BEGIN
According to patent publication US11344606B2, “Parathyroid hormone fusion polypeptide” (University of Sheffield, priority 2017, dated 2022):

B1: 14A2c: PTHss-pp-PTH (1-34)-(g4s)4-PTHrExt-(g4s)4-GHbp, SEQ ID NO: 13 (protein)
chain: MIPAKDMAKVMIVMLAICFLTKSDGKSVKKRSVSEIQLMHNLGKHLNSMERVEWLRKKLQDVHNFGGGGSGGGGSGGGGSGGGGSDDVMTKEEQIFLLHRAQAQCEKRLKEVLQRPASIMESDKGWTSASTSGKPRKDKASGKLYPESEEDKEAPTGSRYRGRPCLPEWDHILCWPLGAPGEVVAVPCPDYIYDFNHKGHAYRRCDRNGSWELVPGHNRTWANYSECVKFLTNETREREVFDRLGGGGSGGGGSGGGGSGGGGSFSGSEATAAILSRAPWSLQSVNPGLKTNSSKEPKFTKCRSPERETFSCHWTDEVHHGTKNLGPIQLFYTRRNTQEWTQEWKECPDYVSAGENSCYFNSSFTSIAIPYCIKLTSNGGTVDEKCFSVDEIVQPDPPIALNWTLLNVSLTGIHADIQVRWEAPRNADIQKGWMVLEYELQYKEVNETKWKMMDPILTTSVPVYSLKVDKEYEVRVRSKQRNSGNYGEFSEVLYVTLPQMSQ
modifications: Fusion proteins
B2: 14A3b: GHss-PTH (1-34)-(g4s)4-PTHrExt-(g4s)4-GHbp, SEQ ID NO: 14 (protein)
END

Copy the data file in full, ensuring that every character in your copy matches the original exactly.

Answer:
According to patent publication US11344606B2, “Parathyroid hormone fusion polypeptide” (University of Sheffield, priority 2017, dated 2022):

B1: 14A2c: PTHss-pp-PTH (1-34)-(g4s)4-PTHrExt-(g4s)4-GHbp, SEQ ID NO: 13 (protein)
chain: MIPAKDMAKVMIVMLAICFLTKSDGKSVKKRSVSEIQLMHNLGKHLNSMERVEWLRKKLQDVHNFGGGGSGGGGSGGGGSGGGGSDDVMTKEEQIFLLHRAQAQCEKRLKEVLQRPASIMESDKGWTSASTSGKPRKDKASGKLYPESEEDKEAPTGSRYRGRPCLPEWDHILCWPLGAPGEVVAVPCPDYIYDFNHKGHAYRRCDRNGSWELVPGHNRTWANYSECVKFLTNETREREVFDRLGGGGSGGGGSGGGGSGGGGSFSGSEATAAILSRAPWSLQSVNPGLKTNSSKEPKFTKCRSPERETFSCHWTDEVHHGTKNLGPIQLFYTRRNTQEWTQEWKECPDYVSAGENSCYFNSSFTSIAIPYCIKLTSNGGTVDEKCFSVDEIVQPDPPIALNWTLLNVSLTGIHADIQVRWEAPRNADIQKGWMVLEYELQYKEVNETKWKMMDPILTTSVPVYSLKVDKEYEVRVRSKQRNSGNYGEFSEVLYVTLPQMSQ
modifications: Fusion proteins
B2: 14A3b: GHss-PTH (1-34)-(g4s)4-PTHrExt-(g4s)4-GHbp, SEQ ID NO: 14 (protein)